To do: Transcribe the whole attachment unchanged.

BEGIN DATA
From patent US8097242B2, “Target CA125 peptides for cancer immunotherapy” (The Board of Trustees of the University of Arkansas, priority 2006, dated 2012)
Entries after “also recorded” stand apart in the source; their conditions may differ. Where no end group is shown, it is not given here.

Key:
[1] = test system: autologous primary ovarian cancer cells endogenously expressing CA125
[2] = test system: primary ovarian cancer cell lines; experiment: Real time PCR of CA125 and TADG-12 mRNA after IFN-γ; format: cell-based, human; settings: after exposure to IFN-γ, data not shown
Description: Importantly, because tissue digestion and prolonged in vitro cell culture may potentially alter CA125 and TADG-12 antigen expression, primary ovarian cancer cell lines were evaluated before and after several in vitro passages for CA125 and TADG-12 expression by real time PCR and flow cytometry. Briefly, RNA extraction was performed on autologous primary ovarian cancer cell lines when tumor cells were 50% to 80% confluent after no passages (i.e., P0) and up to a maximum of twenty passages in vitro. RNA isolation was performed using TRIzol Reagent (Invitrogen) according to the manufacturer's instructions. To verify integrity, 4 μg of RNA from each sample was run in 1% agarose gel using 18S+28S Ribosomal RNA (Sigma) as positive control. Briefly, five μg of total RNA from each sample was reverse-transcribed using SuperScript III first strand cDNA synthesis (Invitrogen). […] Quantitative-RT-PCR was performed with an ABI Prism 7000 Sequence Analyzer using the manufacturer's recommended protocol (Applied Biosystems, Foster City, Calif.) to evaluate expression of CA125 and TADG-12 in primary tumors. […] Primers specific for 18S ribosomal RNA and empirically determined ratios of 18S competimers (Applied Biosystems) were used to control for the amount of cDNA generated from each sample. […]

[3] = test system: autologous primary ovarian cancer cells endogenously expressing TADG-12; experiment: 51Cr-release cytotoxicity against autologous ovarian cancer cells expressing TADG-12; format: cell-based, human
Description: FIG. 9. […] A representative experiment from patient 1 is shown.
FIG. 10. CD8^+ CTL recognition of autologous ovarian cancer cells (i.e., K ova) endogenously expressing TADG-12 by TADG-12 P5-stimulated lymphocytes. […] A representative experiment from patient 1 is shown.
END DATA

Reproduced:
From patent US8097242B2, “Target CA125 peptides for cancer immunotherapy” (The Board of Trustees of the University of Arkansas, priority 2006, dated 2012)
Entries after “also recorded” stand apart in the source; their conditions may differ. Where no end group is shown, it is not given here.

Key:
[1] = test system: autologous primary ovarian cancer cells endogenously expressing CA125
[2] = test system: primary ovarian cancer cell lines; experiment: Real time PCR of CA125 and TADG-12 mRNA after IFN-γ; format: cell-based, human; settings: after exposure to IFN-γ, data not shown
Description: Importantly, because tissue digestion and prolonged in vitro cell culture may potentially alter CA125 and TADG-12 antigen expression, primary ovarian cancer cell lines were evaluated before and after several in vitro passages for CA125 and TADG-12 expression by real time PCR and flow cytometry. Briefly, RNA extraction was performed on autologous primary ovarian cancer cell lines when tumor cells were 50% to 80% confluent after no passages (i.e., P0) and up to a maximum of twenty passages in vitro. RNA isolation was performed using TRIzol Reagent (Invitrogen) according to the manufacturer's instructions. To verify integrity, 4 μg of RNA from each sample was run in 1% agarose gel using 18S+28S Ribosomal RNA (Sigma) as positive control. Briefly, five μg of total RNA from each sample was reverse-transcribed using SuperScript III first strand cDNA synthesis (Invitrogen). […] Quantitative-RT-PCR was performed with an ABI Prism 7000 Sequence Analyzer using the manufacturer's recommended protocol (Applied Biosystems, Foster City, Calif.) to evaluate expression of CA125 and TADG-12 in primary tumors. […] Primers specific for 18S ribosomal RNA and empirically determined ratios of 18S competimers (Applied Biosystems) were used to control for the amount of cDNA generated from each sample. […]

[3] = test system: autologous primary ovarian cancer cells endogenously expressing TADG-12; experiment: 51Cr-release cytotoxicity against autologous ovarian cancer cells expressing TADG-12; format: cell-based, human
Description: FIG. 9. […] A representative experiment from patient 1 is shown.
FIG. 10. CD8^+ CTL recognition of autologous ovarian cancer cells (i.e., K ova) endogenously expressing TADG-12 by TADG-12 P5-stimulated lymphocytes. […] A representative experiment from patient 1 is shown.